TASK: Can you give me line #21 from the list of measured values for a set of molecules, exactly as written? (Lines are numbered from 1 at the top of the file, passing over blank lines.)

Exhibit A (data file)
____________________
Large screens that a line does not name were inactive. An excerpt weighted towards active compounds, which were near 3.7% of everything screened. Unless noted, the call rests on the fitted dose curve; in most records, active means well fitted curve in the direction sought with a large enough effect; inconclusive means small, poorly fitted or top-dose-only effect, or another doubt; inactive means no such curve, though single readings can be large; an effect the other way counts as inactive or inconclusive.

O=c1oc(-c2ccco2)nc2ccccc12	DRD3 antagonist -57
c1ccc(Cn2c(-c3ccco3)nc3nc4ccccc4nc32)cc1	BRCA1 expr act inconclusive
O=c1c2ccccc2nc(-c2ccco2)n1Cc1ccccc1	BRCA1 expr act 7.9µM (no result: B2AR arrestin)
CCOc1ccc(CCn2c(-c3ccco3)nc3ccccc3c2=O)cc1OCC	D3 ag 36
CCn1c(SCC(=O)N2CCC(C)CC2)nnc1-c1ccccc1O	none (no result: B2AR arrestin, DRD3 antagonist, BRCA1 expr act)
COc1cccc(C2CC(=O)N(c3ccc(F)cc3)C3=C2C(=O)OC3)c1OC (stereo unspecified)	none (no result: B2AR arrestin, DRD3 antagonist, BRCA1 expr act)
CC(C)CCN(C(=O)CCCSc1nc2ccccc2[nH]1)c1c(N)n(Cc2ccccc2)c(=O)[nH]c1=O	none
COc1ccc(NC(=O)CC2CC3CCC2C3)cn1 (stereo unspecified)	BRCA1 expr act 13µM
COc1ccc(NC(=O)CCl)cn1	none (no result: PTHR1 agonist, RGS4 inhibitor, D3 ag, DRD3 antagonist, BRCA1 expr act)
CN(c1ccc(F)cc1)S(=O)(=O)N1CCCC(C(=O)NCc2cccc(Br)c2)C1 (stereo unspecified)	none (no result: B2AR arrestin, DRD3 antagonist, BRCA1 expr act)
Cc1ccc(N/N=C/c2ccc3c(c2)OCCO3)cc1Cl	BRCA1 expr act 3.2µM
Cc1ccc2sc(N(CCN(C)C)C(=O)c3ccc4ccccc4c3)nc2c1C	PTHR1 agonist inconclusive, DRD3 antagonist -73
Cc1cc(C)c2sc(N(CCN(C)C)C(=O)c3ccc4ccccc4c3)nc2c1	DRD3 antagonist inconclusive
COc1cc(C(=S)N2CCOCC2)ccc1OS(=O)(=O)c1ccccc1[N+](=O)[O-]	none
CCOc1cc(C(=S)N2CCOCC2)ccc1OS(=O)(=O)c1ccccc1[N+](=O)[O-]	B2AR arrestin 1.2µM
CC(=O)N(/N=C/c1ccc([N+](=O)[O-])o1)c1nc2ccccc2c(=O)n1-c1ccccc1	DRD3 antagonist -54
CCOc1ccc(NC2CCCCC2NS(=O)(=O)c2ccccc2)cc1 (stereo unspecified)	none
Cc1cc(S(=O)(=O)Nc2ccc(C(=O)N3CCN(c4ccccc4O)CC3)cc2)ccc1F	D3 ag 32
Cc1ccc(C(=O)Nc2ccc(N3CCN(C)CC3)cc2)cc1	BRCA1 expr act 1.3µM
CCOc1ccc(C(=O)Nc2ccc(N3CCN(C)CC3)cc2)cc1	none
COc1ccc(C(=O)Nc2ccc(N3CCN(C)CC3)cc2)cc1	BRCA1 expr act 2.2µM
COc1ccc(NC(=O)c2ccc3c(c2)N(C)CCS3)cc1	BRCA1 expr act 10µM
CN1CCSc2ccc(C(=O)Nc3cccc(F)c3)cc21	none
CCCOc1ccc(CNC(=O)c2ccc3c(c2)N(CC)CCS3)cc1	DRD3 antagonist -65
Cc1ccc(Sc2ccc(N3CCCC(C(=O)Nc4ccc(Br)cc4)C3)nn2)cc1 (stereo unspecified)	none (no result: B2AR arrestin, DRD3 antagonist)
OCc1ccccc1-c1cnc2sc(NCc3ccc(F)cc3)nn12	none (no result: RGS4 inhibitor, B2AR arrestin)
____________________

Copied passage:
CCOc1ccc(C(=O)Nc2ccc(N3CCN(C)CC3)cc2)cc1	none